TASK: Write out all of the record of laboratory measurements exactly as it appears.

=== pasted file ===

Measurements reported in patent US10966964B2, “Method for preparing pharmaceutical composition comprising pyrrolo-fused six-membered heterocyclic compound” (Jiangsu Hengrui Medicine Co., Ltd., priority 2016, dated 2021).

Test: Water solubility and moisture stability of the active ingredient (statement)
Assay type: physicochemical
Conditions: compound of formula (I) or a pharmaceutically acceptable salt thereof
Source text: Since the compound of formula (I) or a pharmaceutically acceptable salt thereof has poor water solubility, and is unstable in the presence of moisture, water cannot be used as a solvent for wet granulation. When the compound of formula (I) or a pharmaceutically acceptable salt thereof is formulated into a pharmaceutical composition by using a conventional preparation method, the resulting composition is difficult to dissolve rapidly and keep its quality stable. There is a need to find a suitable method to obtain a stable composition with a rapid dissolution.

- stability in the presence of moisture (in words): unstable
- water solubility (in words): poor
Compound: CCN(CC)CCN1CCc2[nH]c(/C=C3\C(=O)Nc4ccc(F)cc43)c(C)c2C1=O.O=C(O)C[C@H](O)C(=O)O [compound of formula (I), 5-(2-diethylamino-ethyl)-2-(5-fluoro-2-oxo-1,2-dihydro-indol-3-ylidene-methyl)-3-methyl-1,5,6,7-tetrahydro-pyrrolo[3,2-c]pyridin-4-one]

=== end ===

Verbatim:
Measurements reported in patent US10966964B2, “Method for preparing pharmaceutical composition comprising pyrrolo-fused six-membered heterocyclic compound” (Jiangsu Hengrui Medicine Co., Ltd., priority 2016, dated 2021).

Test: Water solubility and moisture stability of the active ingredient (statement)
Assay type: physicochemical
Conditions: compound of formula (I) or a pharmaceutically acceptable salt thereof
Source text: Since the compound of formula (I) or a pharmaceutically acceptable salt thereof has poor water solubility, and is unstable in the presence of moisture, water cannot be used as a solvent for wet granulation. When the compound of formula (I) or a pharmaceutically acceptable salt thereof is formulated into a pharmaceutical composition by using a conventional preparation method, the resulting composition is difficult to dissolve rapidly and keep its quality stable. There is a need to find a suitable method to obtain a stable composition with a rapid dissolution.

- stability in the presence of moisture (in words): unstable
- water solubility (in words): poor
Compound: CCN(CC)CCN1CCc2[nH]c(/C=C3\C(=O)Nc4ccc(F)cc43)c(C)c2C1=O.O=C(O)C[C@H](O)C(=O)O [compound of formula (I), 5-(2-diethylamino-ethyl)-2-(5-fluoro-2-oxo-1,2-dihydro-indol-3-ylidene-methyl)-3-methyl-1,5,6,7-tetrahydro-pyrrolo[3,2-c]pyridin-4-one]